Archer, K. (2000), "Towards a People's Europe - Reflections on Europe's 'Soul' Based on a Bilateral Study in Two European Cities", European Business Review, Vol. 12 No. 2. https://doi.org/10.1108/ebr.2000.05412bab.006Download as .RIS
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Towards a People's Europe - Reflections on Europe's 'Soul' Based on a Bilateral Study in Two European Cities
Towards a People's Europe - Reflections on Europe's "Soul" Based on a Bilateral Study in Two European Cities
Keywords: Europe, European Union, Religion
This pamphlet is a report on an exchange visit of leading church people from Manchester and from Dortmund to look at the extent to which the European Union is developing into a supranational institution for the general benefit of the people of this continent; but it is much more than that; it endeavours to look at the part played by what we call "soul" or spirituality in the development of Europe. It is realistic both about the state of Europe and the state of the Church. In Roman times bishops such as Ambrose or Augustine gave up all their worldly ambitions and wealth in order to follow Christ and lead the Church. The result was that the people trusted them and thus they were in a position to rebuke and curb the corruption of secular leaders - and this in spite of the fact that the Church was established - or disestablished - made them effective. It was the fact that they practiced what they preached which gave them their enormous credibility.
This pamphlet begin by asking "Where is Europe?" and says, "We went to Brussels because we thought we would find it there. We did. And we were captivated by what we described in the report as 'the magic of Brussels' and its 'wall-to-wall vision'. Nowhere else, it seemed to us, did the European ideal shine so brightly. We have no doubt that is still does, despite being tarnished by recent high-level scandals. But as someone there said to us, Brussels doesn't really exist. It is just talk and paper, a construct in the shared mind of those who work there (or would like to). The real Europe is the farms and cities that power its economy, that people think of as being not in 'Europe' but first and foremost in Britain, Germany or wherever. That Europe matters most, so this present project is located there. Manchester and Dortmund are but two manifestations of it." The author clearly believes a Europe that understands the needs of ordinary people and marginalised minorities of all kinds are the only sort that will get the trust of people and which they will own as theirs. A strong "small is beautiful" theme runs through the pamphlet. There is a significant criticism of the Commissioner's "Giving Europe a Soul" programme and it asks "Might it not be better to speak of finding Europe's soul amidst its peoples' fears, hopes, histories and spiritualities?"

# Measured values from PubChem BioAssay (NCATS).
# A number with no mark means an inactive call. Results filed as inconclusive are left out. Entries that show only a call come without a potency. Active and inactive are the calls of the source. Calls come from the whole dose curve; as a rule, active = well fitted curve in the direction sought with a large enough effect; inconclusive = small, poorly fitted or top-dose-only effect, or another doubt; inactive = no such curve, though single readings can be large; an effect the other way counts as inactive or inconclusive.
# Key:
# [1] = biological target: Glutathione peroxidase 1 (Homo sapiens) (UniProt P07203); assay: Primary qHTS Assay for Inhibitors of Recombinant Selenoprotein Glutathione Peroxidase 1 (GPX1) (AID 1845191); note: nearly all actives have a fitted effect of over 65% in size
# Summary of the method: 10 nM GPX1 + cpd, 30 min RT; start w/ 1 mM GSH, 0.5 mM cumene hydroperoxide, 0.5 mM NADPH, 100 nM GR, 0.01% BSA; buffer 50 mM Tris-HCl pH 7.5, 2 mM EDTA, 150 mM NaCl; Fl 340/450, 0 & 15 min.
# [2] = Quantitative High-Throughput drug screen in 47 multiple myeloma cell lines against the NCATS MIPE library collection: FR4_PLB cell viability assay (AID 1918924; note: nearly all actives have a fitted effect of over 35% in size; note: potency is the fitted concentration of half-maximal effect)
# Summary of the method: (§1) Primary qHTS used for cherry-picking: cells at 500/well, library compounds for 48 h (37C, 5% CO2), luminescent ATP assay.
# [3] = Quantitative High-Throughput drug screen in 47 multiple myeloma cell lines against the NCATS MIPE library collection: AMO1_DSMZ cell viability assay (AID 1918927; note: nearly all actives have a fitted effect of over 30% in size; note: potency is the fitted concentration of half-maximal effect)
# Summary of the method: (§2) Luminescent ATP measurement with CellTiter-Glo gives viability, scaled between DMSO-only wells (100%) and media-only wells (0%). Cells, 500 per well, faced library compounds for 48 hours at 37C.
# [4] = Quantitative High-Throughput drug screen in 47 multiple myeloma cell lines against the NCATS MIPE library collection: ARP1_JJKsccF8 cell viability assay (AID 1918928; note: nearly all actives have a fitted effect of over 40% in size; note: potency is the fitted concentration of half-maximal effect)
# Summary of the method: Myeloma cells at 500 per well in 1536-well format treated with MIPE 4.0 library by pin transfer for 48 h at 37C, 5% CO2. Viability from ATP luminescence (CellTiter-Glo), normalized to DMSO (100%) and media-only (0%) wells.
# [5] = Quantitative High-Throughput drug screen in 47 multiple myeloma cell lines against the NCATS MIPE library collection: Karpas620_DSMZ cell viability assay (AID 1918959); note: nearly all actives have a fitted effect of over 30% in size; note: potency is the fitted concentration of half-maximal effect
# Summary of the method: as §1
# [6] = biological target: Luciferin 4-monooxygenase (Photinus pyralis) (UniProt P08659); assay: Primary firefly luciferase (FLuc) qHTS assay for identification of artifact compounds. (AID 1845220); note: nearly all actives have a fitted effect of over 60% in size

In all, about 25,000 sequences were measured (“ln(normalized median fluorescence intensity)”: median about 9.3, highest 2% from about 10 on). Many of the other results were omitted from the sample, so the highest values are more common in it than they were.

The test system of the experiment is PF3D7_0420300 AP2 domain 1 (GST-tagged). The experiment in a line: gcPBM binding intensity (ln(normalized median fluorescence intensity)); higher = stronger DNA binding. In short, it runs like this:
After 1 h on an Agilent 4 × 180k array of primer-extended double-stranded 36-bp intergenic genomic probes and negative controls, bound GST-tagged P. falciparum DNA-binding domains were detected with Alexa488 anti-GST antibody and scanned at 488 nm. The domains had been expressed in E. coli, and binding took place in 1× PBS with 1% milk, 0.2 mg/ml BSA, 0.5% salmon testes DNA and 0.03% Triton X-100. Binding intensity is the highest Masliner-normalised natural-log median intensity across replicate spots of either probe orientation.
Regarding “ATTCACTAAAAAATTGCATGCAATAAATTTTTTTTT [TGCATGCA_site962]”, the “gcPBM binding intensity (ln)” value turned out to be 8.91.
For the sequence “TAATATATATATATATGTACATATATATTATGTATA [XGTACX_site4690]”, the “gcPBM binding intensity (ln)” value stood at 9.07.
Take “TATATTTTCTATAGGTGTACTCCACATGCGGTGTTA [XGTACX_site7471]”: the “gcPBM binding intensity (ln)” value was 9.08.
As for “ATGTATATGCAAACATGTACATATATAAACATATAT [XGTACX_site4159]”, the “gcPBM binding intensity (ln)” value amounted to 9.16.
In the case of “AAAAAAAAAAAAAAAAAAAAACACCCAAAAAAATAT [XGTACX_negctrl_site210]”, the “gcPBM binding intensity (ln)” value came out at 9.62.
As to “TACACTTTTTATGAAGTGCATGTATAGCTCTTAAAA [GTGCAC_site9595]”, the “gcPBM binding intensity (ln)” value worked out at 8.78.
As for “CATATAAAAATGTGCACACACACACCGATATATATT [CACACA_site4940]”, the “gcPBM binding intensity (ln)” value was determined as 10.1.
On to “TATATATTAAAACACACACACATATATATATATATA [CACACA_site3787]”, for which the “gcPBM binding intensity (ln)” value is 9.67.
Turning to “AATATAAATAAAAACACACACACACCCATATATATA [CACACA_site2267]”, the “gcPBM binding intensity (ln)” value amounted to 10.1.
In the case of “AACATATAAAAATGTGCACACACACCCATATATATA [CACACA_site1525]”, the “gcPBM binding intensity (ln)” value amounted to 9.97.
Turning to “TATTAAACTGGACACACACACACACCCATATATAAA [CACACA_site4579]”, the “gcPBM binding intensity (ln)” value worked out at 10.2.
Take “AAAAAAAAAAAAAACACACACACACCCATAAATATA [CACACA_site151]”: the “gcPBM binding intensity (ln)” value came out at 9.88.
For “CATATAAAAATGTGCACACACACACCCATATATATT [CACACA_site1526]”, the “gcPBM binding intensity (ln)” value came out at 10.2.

Archer points out that the way in which the two cities are developing is fundamentally almost identical. So too is the emergency in their inner cities. A German Protestant pointed out, "These traditional working-class areas suffer high unemployment and also tend to be where immigrants settle. When the wealthier families find that they can no longer speak to their neighbours in German and perceive that the presence of non-German speaking children in the schools drives standards down, they move out." In earlier centuries when the wealthy wanted the poor as servants and workers, they and their children had to rub shoulders with them. There is considerable discussion about how technology has affected the lives of people in both cities and added to the problems of unemployment.
The pamphlet ends on the question of inclusion and exclusion with a quotation from St Paul's letter to the Ephesians in which all are welcomed as Christians. This is indeed the kind of thinking that adds real value to the debate on Europe's future.
This pamphlet is published by Greater Manchester Churches Together, St Peter's House, Precinct Centre, Oxford Road, Manchester M13 9GH and is free except for a 50p postage stamp. John Coleman